I have shown you a few of my hand positions. I use them all the time every day and change them second by second. To start out you may well start with the familiar fist-and-punch grip and movement, but that’ll change. Embrace this reality and you will short circuit the learning curve by your relaxation. There is nothing at all wrong with the fist-and-punch to start out, but I hope I can persuade you to question authority and relax into other options as shown. In the long run you will become your own authority as did the craftsmen before you. They adapted and adopted and led me that way through those opening years of my experiencing the plane. You will settle into hand positions one by one as and when you develop the sensitivities of the hand plane, the wood and the execution of the work. The video I have on the way to show you will help you. It is just the beginning. If you are like me you will develop additional positions to work with.The styles and techniques will be yours to own. Try the ones shown in Part II of this series for yourself and put the ability in your hopper to draw on in the next project you make. Each hand hold will take development. You can do it!
It’s a funny thing, the silliness I hear about overhead, upper-body bearing-down planing from above. You see if you have nothing to compare to you might accept such lack of common sense stating as some kind of dark arts wisdom. Self experimentation, trial and error, will prove quite different over the long term. Whereas minor experts of an unknown background have crept in on a global scale to expound on woodworking, this was only possible because of the dearth within a dying sphere left vacant over three and four decades. I think that mostly you all may know more than they do, you just might not believe it. Lots of so called expert woodworkers I have come to know through the years lived their former lives selling planes and they have become the modern day experts. But watching them handle a plane is plane painful sometimes—dispiriting even. They never really learned to relax into it.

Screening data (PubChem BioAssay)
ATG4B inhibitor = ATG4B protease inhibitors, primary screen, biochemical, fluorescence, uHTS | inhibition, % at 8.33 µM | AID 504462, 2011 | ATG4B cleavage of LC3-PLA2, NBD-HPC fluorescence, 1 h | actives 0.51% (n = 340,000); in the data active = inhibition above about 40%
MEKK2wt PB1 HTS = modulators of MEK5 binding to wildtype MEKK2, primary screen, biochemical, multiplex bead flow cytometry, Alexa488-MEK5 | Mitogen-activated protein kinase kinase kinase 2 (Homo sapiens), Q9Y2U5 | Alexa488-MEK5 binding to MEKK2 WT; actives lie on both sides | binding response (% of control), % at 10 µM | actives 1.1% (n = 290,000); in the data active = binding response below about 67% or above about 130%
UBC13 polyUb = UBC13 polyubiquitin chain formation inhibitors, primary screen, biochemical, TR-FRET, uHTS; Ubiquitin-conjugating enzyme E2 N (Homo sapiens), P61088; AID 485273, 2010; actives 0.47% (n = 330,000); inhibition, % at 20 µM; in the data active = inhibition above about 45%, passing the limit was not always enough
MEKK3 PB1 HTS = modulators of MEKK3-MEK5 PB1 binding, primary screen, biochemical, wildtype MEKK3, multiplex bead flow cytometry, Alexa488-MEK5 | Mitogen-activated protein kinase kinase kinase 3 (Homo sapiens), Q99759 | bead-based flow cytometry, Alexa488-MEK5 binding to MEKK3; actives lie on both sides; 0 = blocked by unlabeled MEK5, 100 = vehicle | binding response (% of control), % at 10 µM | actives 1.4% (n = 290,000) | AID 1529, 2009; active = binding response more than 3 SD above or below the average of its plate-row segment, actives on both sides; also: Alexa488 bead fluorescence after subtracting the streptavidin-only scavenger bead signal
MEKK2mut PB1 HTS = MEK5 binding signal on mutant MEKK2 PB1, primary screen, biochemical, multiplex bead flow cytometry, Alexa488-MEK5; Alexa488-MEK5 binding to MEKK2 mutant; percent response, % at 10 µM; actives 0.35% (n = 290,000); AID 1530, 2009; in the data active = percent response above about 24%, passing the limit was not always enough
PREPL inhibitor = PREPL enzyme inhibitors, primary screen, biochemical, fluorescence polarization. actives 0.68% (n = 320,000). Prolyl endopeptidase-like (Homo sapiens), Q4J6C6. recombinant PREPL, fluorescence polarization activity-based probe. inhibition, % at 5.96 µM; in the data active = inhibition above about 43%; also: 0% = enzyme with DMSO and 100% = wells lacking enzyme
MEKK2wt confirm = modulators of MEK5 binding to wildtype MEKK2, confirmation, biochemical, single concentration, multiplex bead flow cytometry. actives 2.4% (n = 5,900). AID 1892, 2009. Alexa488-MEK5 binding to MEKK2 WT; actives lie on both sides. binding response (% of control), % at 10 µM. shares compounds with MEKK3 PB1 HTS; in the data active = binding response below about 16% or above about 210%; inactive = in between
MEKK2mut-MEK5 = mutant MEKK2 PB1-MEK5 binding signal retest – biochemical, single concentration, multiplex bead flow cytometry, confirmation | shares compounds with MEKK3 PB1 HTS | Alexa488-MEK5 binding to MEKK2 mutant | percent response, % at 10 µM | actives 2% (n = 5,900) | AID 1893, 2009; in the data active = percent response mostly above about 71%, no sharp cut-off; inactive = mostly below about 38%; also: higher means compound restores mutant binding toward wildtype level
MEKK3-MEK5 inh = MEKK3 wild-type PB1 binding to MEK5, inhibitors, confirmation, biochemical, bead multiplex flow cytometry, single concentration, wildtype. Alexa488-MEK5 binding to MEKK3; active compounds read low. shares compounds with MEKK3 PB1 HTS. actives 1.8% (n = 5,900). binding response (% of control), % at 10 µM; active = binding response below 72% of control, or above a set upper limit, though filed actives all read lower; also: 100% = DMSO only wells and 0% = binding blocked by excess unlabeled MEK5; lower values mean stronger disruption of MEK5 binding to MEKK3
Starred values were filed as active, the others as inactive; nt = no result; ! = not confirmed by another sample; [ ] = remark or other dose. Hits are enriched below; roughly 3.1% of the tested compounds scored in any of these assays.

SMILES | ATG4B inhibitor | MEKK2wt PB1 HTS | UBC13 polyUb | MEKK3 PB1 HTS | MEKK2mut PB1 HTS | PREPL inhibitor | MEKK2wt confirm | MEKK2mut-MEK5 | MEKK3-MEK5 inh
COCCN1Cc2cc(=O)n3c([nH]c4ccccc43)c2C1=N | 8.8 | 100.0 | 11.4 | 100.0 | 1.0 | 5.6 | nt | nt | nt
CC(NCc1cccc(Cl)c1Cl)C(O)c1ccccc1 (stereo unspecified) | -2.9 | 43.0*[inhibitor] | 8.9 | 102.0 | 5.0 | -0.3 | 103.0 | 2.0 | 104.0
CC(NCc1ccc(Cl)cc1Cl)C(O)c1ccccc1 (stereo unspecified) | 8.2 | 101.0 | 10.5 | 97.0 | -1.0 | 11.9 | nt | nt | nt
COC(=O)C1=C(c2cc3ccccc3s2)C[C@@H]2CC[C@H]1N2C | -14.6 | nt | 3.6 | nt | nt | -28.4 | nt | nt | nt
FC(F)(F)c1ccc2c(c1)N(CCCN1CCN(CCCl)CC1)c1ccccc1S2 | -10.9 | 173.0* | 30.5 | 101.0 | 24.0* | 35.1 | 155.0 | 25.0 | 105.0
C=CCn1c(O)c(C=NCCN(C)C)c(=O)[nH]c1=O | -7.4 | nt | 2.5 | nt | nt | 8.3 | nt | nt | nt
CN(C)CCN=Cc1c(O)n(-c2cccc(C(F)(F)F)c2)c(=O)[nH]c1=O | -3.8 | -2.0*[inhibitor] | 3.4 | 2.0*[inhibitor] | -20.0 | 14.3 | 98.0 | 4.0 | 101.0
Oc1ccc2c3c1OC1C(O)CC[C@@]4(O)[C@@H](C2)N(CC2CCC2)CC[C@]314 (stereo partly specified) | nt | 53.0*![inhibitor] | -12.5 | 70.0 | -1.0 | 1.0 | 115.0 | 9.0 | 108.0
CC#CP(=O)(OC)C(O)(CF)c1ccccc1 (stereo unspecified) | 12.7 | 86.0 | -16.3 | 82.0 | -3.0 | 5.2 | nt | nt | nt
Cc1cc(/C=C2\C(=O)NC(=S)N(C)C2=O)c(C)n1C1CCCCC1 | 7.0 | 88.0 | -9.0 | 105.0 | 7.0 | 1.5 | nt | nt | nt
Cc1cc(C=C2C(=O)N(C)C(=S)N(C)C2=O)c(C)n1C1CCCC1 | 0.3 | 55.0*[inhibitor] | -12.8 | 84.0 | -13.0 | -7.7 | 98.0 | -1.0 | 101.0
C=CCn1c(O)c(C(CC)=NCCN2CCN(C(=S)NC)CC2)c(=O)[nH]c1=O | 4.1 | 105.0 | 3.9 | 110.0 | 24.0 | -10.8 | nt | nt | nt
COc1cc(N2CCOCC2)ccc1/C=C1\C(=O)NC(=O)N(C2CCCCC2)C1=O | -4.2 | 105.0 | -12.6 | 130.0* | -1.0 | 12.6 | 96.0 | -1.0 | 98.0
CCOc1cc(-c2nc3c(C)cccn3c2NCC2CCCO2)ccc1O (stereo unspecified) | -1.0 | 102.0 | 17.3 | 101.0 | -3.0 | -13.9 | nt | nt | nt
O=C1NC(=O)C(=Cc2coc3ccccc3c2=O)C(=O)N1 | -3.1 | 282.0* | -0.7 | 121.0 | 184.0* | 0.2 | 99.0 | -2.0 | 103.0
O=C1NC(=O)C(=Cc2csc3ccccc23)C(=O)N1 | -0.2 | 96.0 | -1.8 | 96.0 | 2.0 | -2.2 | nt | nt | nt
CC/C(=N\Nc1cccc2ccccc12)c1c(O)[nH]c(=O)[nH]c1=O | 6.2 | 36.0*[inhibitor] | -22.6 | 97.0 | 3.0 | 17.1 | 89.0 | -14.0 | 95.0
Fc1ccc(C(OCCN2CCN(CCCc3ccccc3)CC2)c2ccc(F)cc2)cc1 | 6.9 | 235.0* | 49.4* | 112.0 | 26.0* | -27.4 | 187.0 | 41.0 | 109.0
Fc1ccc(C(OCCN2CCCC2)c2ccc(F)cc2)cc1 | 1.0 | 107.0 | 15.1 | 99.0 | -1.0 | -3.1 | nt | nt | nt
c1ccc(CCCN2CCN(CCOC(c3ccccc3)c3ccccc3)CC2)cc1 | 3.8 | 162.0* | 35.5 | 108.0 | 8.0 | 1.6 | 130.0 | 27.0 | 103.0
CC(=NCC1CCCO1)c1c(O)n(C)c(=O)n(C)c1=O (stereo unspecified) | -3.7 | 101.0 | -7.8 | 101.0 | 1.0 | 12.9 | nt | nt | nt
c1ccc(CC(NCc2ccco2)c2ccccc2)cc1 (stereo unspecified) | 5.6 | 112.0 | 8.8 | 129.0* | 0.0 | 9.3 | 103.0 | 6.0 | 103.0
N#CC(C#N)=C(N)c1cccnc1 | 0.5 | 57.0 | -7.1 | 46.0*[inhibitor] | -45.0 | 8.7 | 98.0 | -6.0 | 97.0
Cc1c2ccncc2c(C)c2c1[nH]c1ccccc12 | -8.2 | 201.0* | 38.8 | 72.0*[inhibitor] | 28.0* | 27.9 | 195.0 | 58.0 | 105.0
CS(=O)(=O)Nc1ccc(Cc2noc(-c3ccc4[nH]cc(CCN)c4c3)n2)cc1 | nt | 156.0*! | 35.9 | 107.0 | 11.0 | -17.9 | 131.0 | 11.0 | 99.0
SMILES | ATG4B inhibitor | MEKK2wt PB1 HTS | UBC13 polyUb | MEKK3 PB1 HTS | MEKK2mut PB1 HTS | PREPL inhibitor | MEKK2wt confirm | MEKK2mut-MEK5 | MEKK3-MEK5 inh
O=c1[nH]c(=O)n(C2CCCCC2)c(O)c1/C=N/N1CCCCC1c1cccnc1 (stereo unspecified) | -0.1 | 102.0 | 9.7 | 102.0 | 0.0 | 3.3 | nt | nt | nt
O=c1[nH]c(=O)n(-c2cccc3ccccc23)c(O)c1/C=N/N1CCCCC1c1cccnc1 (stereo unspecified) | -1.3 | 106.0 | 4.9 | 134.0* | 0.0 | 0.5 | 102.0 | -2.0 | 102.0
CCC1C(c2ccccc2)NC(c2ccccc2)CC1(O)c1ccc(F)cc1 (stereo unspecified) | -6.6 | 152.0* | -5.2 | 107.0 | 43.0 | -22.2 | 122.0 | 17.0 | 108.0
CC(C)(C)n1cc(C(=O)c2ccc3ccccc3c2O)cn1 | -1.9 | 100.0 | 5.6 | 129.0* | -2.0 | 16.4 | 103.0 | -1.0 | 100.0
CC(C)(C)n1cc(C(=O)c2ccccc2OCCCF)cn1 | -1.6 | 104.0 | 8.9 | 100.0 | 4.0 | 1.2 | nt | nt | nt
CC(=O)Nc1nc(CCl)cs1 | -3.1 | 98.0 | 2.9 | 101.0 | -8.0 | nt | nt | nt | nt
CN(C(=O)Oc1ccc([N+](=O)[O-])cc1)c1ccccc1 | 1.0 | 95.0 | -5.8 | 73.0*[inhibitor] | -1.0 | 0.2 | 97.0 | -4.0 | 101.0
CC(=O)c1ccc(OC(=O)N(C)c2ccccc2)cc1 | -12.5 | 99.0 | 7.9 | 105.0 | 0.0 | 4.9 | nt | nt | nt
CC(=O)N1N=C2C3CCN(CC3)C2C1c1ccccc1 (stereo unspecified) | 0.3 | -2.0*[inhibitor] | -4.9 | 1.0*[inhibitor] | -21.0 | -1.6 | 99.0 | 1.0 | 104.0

The plane posted on the sides of carpenter’s vans and trucks mostly depict the clenched fist and punch grip. It’s that macho-man thing raising its ugly head again. The plane hands have many positions fore and aft to the plane. Four fingers and an opposing thumb wrapped around the rear tote and then so too the front knob. My experience is that full fist grips at the fore end of the plane often result in rapped knuckles twixt wood end and fore part of the knob. After some early learning and a little gentle nudging from George I learned to be decisive and fully aware about how to place my forehand. To be looser in the grip, to be flexible and easier. Sometimes, quite often, my hands opt for ten different positions in my planing a rough board to smoothness and trueness. My mentors did the same as did theirs. These are the men to look out for if you can find them. They have something of substance and they earned it by decades of hard work without any more than an apprenticeship and a six day week. Most of these men had put 15,000 hours in at the bench by the time they were 21 years old. But the new generation of woodworkers is emerging with a different mindset. There are so many genuine woodworkers who just love woodworking and they do it in spite of the lack of mentoring. These are the special ones. They spend time in the quiet of sheds with low light and non-specialist equipment. They do it without pay for a few years and nothing stops them, especially not having the right wood or machines or money to buy with.